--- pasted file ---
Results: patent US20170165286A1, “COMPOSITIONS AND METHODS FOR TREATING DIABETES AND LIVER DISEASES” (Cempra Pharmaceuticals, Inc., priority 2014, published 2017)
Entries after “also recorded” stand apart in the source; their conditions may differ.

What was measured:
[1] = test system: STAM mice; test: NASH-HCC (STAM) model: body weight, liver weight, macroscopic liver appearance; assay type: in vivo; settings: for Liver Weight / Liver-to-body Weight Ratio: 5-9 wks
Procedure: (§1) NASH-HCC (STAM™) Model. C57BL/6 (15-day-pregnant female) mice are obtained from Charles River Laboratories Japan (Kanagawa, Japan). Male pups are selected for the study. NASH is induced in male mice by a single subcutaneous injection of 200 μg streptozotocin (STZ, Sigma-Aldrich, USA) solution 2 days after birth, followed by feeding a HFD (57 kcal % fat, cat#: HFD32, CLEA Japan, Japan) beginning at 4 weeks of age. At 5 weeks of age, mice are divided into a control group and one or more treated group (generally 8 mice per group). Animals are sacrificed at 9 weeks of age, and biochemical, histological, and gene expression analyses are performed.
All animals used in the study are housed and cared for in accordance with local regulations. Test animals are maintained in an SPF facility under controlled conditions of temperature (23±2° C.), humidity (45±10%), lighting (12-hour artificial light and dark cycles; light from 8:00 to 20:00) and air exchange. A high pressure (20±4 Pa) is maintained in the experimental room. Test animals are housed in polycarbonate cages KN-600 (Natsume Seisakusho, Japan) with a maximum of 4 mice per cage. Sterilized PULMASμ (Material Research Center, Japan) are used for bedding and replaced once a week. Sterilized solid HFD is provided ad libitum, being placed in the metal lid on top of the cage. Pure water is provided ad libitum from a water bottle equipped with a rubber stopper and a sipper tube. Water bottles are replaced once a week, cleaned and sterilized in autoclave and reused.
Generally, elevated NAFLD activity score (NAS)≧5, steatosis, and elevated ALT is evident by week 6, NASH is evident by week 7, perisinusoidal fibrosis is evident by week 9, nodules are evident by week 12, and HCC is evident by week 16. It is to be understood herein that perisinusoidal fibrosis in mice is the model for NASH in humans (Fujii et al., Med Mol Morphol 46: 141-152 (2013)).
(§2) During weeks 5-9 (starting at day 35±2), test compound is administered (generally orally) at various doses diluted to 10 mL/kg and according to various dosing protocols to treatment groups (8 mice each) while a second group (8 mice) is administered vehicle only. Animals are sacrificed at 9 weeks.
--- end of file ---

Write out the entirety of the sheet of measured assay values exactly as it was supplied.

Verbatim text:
Results: patent US20170165286A1, “COMPOSITIONS AND METHODS FOR TREATING DIABETES AND LIVER DISEASES” (Cempra Pharmaceuticals, Inc., priority 2014, published 2017)
Entries after “also recorded” stand apart in the source; their conditions may differ.

What was measured:
[1] = test system: STAM mice; test: NASH-HCC (STAM) model: body weight, liver weight, macroscopic liver appearance; assay type: in vivo; settings: for Liver Weight / Liver-to-body Weight Ratio: 5-9 wks
Procedure: (§1) NASH-HCC (STAM™) Model. C57BL/6 (15-day-pregnant female) mice are obtained from Charles River Laboratories Japan (Kanagawa, Japan). Male pups are selected for the study. NASH is induced in male mice by a single subcutaneous injection of 200 μg streptozotocin (STZ, Sigma-Aldrich, USA) solution 2 days after birth, followed by feeding a HFD (57 kcal % fat, cat#: HFD32, CLEA Japan, Japan) beginning at 4 weeks of age. At 5 weeks of age, mice are divided into a control group and one or more treated group (generally 8 mice per group). Animals are sacrificed at 9 weeks of age, and biochemical, histological, and gene expression analyses are performed.
All animals used in the study are housed and cared for in accordance with local regulations. Test animals are maintained in an SPF facility under controlled conditions of temperature (23±2° C.), humidity (45±10%), lighting (12-hour artificial light and dark cycles; light from 8:00 to 20:00) and air exchange. A high pressure (20±4 Pa) is maintained in the experimental room. Test animals are housed in polycarbonate cages KN-600 (Natsume Seisakusho, Japan) with a maximum of 4 mice per cage. Sterilized PULMASμ (Material Research Center, Japan) are used for bedding and replaced once a week. Sterilized solid HFD is provided ad libitum, being placed in the metal lid on top of the cage. Pure water is provided ad libitum from a water bottle equipped with a rubber stopper and a sipper tube. Water bottles are replaced once a week, cleaned and sterilized in autoclave and reused.
Generally, elevated NAFLD activity score (NAS)≧5, steatosis, and elevated ALT is evident by week 6, NASH is evident by week 7, perisinusoidal fibrosis is evident by week 9, nodules are evident by week 12, and HCC is evident by week 16. It is to be understood herein that perisinusoidal fibrosis in mice is the model for NASH in humans (Fujii et al., Med Mol Morphol 46: 141-152 (2013)).
(§2) During weeks 5-9 (starting at day 35±2), test compound is administered (generally orally) at various doses diluted to 10 mL/kg and according to various dosing protocols to treatment groups (8 mice each) while a second group (8 mice) is administered vehicle only. Animals are sacrificed at 9 weeks.